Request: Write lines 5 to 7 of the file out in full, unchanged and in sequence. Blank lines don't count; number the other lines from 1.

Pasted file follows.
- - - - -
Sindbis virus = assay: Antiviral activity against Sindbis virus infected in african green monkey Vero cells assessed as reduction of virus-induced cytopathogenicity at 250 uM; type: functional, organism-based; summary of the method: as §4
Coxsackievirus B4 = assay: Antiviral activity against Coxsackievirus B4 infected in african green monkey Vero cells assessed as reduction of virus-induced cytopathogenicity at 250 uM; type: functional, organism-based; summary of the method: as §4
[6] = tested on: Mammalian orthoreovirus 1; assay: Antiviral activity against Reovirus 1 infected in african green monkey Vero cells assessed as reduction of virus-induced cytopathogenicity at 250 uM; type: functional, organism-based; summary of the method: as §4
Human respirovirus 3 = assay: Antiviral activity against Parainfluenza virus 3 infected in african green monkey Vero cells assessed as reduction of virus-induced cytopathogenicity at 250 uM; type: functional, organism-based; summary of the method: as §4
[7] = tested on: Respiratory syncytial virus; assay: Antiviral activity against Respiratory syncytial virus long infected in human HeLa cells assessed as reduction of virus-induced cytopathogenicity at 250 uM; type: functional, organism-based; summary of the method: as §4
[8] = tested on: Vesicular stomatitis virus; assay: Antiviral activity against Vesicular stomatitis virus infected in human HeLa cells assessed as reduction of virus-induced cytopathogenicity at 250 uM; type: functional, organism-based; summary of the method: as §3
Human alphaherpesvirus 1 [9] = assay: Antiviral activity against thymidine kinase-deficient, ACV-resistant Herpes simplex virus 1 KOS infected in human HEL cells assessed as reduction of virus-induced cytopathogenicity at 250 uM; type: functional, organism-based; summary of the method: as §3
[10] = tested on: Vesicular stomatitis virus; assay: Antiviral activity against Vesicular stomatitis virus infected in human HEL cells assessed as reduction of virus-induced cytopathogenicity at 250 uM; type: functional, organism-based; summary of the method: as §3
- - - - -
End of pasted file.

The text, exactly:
[7] = tested on: Respiratory syncytial virus; assay: Antiviral activity against Respiratory syncytial virus long infected in human HeLa cells assessed as reduction of virus-induced cytopathogenicity at 250 uM; type: functional, organism-based; summary of the method: as §4
[8] = tested on: Vesicular stomatitis virus; assay: Antiviral activity against Vesicular stomatitis virus infected in human HeLa cells assessed as reduction of virus-induced cytopathogenicity at 250 uM; type: functional, organism-based; summary of the method: as §3
Human alphaherpesvirus 1 [9] = assay: Antiviral activity against thymidine kinase-deficient, ACV-resistant Herpes simplex virus 1 KOS infected in human HEL cells assessed as reduction of virus-induced cytopathogenicity at 250 uM; type: functional, organism-based; summary of the method: as §3